Farm bill conferees look to tackle controversial livestock issues

Published on: Oct 30, 2013

Wednesday afternoon members of the long-awaited Congressional farm bill conference conducted their first business meeting and members offered opening statements on issues important to them. Although leading up to the debate, attention has been predominantly focused on the different policy approaches to nutrition and the commodity title, it was the mention of many hot button livestock issues that continued to resurface through the two and a half-hour meeting that could cause a deep line in the sand.

Senate Agriculture Committee chairwoman Debbie Stabenow (D., Mich.) took the first punch when she said she had "great concern" regarding Rep. Steve King's (R., Iowa) provision that "overrides state government's constitutional authorities." King countered in a tweet after Stabenow's statement that his amendment was "mischaracterized" as an attempt to override state government's constitutional authority.

The King amendment was passed in House Committee both in 2012 and 2013 was tailored to protect the interstate commerce of food and agricultural products, he said. After California passed its Proposition 2 which sets standards on how eggs can be raised, King said the bill was needed to prevent states such as California from regulating production practices in another state.

King in his opening statement said the issue will remain a "top priority" for him within the conference committee and added his amendment "prohibits trade protectionism between the states."

Rep. Jim Costa (D., Calif.) called for the removal of the "vague and overly broad" King amendment that he says was "clearly targeted at California's producers."

Costa said it sets up a one-size-fits-all policy in Washington. "This is anti-federalism. It says we know better than the states to act on their own behalf."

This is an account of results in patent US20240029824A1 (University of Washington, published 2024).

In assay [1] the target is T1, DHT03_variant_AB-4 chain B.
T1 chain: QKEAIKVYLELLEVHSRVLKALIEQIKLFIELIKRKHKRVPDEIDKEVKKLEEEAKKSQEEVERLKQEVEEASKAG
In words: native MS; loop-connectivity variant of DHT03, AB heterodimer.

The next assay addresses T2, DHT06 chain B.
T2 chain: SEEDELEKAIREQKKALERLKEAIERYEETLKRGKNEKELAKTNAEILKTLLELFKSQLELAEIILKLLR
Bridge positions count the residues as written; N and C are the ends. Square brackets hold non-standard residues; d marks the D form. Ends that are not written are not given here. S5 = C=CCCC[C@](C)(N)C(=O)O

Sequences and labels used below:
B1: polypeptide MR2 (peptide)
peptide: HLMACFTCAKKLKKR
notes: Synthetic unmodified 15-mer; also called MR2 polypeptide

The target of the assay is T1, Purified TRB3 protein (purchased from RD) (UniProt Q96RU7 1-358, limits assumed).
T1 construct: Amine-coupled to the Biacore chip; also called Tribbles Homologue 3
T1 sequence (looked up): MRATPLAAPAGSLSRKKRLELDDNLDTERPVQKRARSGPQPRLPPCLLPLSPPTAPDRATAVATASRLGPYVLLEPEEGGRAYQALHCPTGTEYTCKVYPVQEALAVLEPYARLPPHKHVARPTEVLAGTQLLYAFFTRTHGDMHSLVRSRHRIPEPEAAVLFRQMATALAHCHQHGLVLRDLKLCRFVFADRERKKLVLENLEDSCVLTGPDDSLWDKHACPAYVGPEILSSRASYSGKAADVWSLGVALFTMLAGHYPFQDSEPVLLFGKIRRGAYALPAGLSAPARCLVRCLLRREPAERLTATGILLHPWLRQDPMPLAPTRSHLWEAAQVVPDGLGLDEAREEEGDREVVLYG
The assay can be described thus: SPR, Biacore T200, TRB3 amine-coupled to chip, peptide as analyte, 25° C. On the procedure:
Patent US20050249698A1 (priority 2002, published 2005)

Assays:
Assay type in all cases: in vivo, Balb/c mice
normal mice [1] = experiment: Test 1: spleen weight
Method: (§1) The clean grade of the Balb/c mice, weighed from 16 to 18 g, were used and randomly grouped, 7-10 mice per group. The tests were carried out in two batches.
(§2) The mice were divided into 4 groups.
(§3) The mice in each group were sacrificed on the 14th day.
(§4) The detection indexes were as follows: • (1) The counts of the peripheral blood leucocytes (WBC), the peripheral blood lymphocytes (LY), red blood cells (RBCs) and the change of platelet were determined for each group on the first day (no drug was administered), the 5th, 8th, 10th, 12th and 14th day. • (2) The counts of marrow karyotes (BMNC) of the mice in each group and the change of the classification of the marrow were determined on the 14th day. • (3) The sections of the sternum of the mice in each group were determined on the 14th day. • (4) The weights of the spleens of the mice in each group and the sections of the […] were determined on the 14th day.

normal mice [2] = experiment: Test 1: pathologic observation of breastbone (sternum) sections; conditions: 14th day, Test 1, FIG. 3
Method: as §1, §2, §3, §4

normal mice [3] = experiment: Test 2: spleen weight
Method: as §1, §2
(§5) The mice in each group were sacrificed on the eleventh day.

Rep. Kurt Schrader (D., Ore.) again questioned whether the amendment is germane to the farm bill as he did previously in House Agriculture Committee debate. He called the amendment's inclusion in any final bill a "poison pill."

COOL

Country-of-origin labeling (COOL) was another hot topic that several conference members mentioned in their opening comments.

Sen. Tom Harkin (D., Iowa) has participated in eight farm bill conferences himself, and was the chairman during the 2002 and 2008 farm bills that brought about COOL, and said he hoped the committee does not interfere with USDA on COOL or GIPSA.

Rep. Mike Conaway (R., Texas) called COOL a "failed experiment" and Rep. Austin Scott (R., Ga.) said it has caused "significant damage" to the industry. Since the WTO could allow our major trading partners Canada and Mexico to retaliate against the U.S., Scott said a "resolution is a necessity."

Rep. Mike McIntyre (D., N.C.) added legislators need to find a legislative fix for COOL. Ahead of the meeting the National Farmers Union, U.S. Cattlemen’s Association, American Sheep Industry Association and Consumer Federation of America sent a letter to conferees stressing continued strong support for COOL and opposition to any legislative changes to the law. 

“The agribusiness and packer-producer groups are merely trying to scare members of Congress into changing the law to benefit their bottom lines,” said the letter. “We strongly oppose such action. COOL is a top priority for our organizations. Any effort to change it in the farm bill would affect our groups’ support of that legislation.”

Sen. Pat Roberts (R., Kan.) said he appreciated the House addressing several burdensome regulations that he's also worked on including pesticides, farm fuel tank storage, the lesser prairie chicken, GIPSA and COOL.